Supporting, organizing and empowering indigenous migrant communities.

Join us as we look back at another year of our collective work supporting, organizing, and empowering the indigenous migrant community!

Harvesting Dignity: The Case for a Living Wage for Farmworkers,” sheds light on the realities surrounding the pay farmworkers receive and their workplace conditions but also underscores the pressing necessity for farmworkers to be justly compensated for their arduous labor.  Read more below! 

Who Are We?

The Indigenous Migrant Community that MICOP works with comes primarily from southern Mexico, including the states of Oaxaca, Guerrero, Michoacán, and Puebla.

Twenty thousand indigenous migrants live and work in Ventura County. Another 25,000 live and work in Santa Barbara County.

Soil erosion of the ancestral farmlands of the Mixteca region and economic opportunity here have drawn Mixtecs to California in search of agricultural work. Mixtecs have been a vital part of the Ventura County's economic success since the 1970's.

Concentrated in labor-intensive agricultural sectors such as row crops (strawberries and raspberries) and cut flowers, Mixtecs perform an increasing amount of the backbreaking labor which makes farming profitable and fresh fruits and vegetables available to the public.

Mixteco Migrant Workers to Ventura Map
Video Transcript


MICOP really started several years before the anniversary that we are celebrating. Really out of an idea of the beauty of the indigenous community that I had come to know. We realized we needed to focus on some immediate issues facing people like food, diapers. That was a part of our early activity.



We are here accompanying you all to spread information. It is always important to maintain informed to know what is happening in our community.  



Happy 20th Anniversary of Mixteco/Indigena Community Organizing Project!


The importance of the indigenous communities such as Mixteco, Zapotecos, Purapecha, Triqui, is that we come from a civilization that is about 7,000 years old or more.


We still keep a lot of our traditions and culture and beliefs and values. We still speak our own languages.


The Mixteco/Indigena Community Organizing Project, Proyecto Mixteco or MICOP is a place where we can identify ourselves. Where we can feel safe. A place where we can feel welcome. But it is also a place where we can find opportunities to grow as leaders.


Here at MICOP our programs are developed by our community members for our community members in a way that empowers and uplifts their voices and their ideas.


How we invest in indigenous ideas and indigenous leadership. For me it means growing from that initial meeting of diapers and food at Las Islas Clinic to being the organization that we are now with twenty different programs, a hundred different staff and spanning across Ventura and Santa Barbara County.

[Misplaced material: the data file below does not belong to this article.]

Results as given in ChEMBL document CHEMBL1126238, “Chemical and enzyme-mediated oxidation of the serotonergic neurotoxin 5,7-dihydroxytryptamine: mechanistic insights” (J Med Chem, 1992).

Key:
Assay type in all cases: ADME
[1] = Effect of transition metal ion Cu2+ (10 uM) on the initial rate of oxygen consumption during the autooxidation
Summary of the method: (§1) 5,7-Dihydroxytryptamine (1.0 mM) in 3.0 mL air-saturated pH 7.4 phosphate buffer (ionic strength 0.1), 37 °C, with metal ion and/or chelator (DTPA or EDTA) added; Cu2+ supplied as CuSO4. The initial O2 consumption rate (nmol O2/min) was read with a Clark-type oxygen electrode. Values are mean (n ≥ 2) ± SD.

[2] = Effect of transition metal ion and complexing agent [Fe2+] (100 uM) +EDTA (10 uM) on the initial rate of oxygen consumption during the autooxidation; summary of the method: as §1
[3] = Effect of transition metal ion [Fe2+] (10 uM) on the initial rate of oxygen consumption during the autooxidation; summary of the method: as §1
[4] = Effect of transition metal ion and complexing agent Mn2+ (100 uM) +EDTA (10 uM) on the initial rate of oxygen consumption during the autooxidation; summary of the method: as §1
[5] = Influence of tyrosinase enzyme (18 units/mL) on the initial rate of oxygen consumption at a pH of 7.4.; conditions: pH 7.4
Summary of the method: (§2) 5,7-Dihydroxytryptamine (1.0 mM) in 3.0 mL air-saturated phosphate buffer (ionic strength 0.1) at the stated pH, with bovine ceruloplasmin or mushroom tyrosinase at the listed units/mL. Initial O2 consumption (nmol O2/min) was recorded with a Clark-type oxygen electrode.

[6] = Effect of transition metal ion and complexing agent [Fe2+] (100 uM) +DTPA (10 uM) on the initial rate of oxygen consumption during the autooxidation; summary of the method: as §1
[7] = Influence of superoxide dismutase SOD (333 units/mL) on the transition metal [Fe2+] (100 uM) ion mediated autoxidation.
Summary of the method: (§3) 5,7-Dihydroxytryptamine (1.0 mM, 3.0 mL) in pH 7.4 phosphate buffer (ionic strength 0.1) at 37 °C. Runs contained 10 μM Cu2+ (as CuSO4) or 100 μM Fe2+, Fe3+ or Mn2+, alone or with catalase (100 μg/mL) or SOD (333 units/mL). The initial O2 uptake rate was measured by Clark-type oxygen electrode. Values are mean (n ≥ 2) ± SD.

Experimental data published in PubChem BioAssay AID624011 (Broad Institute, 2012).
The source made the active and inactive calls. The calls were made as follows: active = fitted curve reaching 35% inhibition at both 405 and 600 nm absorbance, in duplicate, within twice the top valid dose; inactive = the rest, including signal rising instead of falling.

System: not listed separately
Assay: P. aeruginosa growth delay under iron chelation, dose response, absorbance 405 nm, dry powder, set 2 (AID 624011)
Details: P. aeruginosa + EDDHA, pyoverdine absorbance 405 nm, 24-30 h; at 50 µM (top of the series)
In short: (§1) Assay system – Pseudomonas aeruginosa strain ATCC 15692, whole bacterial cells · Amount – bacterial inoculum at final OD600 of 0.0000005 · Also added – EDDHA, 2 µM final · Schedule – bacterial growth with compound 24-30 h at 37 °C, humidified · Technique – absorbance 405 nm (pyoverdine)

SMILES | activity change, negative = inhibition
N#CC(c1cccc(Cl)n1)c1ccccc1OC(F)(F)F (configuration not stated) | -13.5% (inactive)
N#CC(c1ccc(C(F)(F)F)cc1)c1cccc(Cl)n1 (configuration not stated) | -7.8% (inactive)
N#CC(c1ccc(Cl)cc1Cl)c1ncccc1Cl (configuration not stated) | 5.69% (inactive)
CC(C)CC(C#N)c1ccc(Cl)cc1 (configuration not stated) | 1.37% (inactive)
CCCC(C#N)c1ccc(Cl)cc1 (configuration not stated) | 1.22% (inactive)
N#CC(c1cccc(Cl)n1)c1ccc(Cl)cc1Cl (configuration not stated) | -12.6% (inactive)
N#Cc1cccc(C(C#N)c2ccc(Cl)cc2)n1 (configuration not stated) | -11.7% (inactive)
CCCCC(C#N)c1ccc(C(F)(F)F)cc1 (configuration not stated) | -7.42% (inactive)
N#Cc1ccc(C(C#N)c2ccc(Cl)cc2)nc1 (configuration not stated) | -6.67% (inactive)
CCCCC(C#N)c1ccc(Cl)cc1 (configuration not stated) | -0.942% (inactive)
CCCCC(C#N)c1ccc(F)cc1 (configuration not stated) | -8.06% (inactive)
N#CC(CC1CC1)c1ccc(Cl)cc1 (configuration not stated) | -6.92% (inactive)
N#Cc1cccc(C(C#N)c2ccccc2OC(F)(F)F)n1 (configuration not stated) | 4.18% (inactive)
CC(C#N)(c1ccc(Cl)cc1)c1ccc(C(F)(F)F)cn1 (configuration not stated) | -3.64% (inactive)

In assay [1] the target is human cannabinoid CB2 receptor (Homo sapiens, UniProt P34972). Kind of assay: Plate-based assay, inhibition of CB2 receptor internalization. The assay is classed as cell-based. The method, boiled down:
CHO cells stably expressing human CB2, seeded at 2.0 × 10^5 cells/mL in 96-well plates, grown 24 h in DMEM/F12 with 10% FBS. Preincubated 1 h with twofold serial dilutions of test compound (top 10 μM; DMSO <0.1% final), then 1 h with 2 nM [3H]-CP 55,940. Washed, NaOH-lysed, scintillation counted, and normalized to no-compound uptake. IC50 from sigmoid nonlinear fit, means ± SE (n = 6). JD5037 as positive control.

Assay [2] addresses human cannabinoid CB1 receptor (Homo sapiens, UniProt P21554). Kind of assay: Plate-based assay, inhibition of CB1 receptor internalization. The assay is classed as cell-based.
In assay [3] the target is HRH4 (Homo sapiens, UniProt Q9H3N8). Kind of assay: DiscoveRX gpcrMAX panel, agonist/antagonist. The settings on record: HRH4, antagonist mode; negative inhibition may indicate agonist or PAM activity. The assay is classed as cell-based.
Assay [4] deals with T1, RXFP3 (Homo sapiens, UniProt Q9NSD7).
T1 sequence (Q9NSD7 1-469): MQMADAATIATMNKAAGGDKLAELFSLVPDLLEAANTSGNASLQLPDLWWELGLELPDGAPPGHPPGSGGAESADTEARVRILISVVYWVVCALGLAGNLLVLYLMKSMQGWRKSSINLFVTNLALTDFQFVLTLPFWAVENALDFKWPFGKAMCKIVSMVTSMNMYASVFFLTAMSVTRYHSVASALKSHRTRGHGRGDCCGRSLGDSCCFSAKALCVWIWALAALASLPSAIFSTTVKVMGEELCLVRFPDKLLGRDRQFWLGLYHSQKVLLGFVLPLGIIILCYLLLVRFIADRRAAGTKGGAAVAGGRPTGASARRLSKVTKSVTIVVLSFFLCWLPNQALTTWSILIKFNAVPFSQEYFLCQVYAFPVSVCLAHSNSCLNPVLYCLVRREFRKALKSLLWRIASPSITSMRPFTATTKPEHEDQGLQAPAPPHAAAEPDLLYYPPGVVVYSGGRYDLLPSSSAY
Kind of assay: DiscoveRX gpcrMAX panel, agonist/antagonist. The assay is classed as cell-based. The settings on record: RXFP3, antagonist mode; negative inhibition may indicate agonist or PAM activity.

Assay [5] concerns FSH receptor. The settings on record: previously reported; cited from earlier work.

Happy 20th Anniversary Mixteco/Indigena Community Organizing Project!



We are all Oaxaca!



We are all Oaxaca!



We are all Oaxaca!



We are all Oaxaca!



Chanting continues

Celebrating 20 Years

Founded in 2001 by Nurse Practitioner, Sandra Young, the beginning of MICOP was a direct effort to respond to the immediate needs of the Indigenous Mixteco community in Oxnard, CA. Twenty years later, the Mixteco Indigena Community Organizing Project has grown to having 20 different programs, offices in Ventura County and Santa Barbara County, and helping dozens of indigenous families through advocacy and outreach.

Building Community

The communal tradition of “tequio” or community obligation promotes a spirit of mutual assistance and community building. Our celebrations of cultural traditions such as Día de los Muertos (Day of the Dead), Día del Niño (Children’s Day), Guelaguetza (regional dance festival celebrating all indigenous groups), and Fiesta Navideña (Christmas) build community strength and pride, and add to the richness and diversity of Ventura County life.

Video Transcript

My name is Jose Mendoza, I am 16 years old.

I was 13 years old when I started working the field by helping my family.

Didn't know much about being poor or how hard it is to be indigenous.

I was moving to Salinas because of the seasons of the crops, and that's when my parents started saying that “You have to stay at school so you don't have to work like us, struggling.”

I don't want to see any of them work in the field.

Looking for your roots, you can discover more talents that you have that can change life of people.

I want to create awareness for my community through my art.

I want to study Natural Resources System, then go to Master degree in Art.

I want to have like a secret in the drawing that have a lot of significance.

Emotions, feelings about the past, or even the future, or inspire people to become a better person.

An Isolated Community

Mixtecs in Ventura County-and throughout the state-are culturally and linguistically isolated. MICOP - the Mixteco/Indigena Community Organizing Project is working to aid Mixtecs to draw on their community strengths and overcome existing barriers along California's Central Coast.